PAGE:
2023 Northern Rockies Wilderness Skills Institute

Hey everyone! It’s been a while since I’ve blogged, but I wanted to share a few of the cool experiences I’ve been a part of as a Wilderness and Wild and Scenic (WWSR) RA in Region 1.

After a three-year hiatus, the Northern Rockies Wilderness Skills Institute (NRWSI) was hosted by the Northern Region at the Powell Ranger Station on the Nez Perce Clearwater National Forest in May. Planning and implementation of the week-long training was the result of collaboration with the Selway Bitterroot Frank Church Foundation, Society for Wilderness Stewardship, and Forest Service staff, and I was a member of the core team. Training covered an introduction to Wilderness policy, management, and monitoring, Wilderness trail maintenance, crosscut saw and ax training, and defensive horsemanship/packing.  Around 150 participants from 10 different Forests and five Regions were in attendance. Eight nongovernmental partner organizations participated, as well as staff from Glacier National Park. The week was kicked off by a discussion with Forest Supervisor Cheryl Probert, as well as Samuel Penney and Aaron Miles from the Nez Perce Tribe on co-stewardship and Wilderness. This training took place concurrently with the Southern Appalachian Skills Institute (SAWSI) held in Region 8 on the Pisgah National Forest, as well as the virtual National Wilderness Skills Institute (NWSI).

I was also able to attend some of the sessions and participated in the Introduction to Wilderness Stewardship two-day session and the Crosscut A/B certification two-day course. I had used a crosscut saw quite a bit in my past life as a Wilderness ranger in Rocky Mountain National Park in CO, so it felt really good to be out in the field using a tool after a long graduate school hiatus (although pretty hard on my office-bound bod 😂). After practicing cutting on a number of larger diameter trees and felling a small one in the field, I renewed my certification for Crosscut Saw A felling/B Bucking- essentially meaning that I can cut up larger downed trees and cut down smaller, uncomplicated standing trees while out in the field.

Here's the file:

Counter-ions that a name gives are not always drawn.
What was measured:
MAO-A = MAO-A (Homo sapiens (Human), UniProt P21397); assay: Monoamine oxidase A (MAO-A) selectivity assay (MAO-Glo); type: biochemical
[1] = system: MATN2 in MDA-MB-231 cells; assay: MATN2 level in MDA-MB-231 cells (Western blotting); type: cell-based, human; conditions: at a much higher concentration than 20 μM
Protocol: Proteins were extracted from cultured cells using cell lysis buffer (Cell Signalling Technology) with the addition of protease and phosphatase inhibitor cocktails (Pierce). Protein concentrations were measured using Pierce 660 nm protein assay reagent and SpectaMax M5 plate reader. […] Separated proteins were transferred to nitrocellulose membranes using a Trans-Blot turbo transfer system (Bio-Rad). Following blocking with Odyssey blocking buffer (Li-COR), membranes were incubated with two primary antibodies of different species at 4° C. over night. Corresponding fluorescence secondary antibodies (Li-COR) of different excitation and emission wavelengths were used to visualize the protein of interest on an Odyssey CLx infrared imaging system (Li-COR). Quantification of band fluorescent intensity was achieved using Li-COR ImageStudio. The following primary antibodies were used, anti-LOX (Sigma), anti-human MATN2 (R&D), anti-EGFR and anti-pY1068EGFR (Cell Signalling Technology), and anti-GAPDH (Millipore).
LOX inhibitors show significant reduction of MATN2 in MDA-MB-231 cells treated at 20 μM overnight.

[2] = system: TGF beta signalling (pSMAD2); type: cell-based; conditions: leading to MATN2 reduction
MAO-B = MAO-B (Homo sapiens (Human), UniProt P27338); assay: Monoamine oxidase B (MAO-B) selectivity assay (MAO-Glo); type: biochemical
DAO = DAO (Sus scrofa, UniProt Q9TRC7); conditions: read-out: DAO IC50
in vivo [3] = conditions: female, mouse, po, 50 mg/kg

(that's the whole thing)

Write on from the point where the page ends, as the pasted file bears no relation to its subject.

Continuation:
The evenings were filled with a few fun events, including a campfire discussion by legendary packer Smoke Elser- who regaled us with tales of his time running a successful outfitting business in the Bob Marshall Wilderness- and an amazing musical performance on the last night in the barn by The Pack Strings (all band members attended/helped teach sessions at NRWSI).

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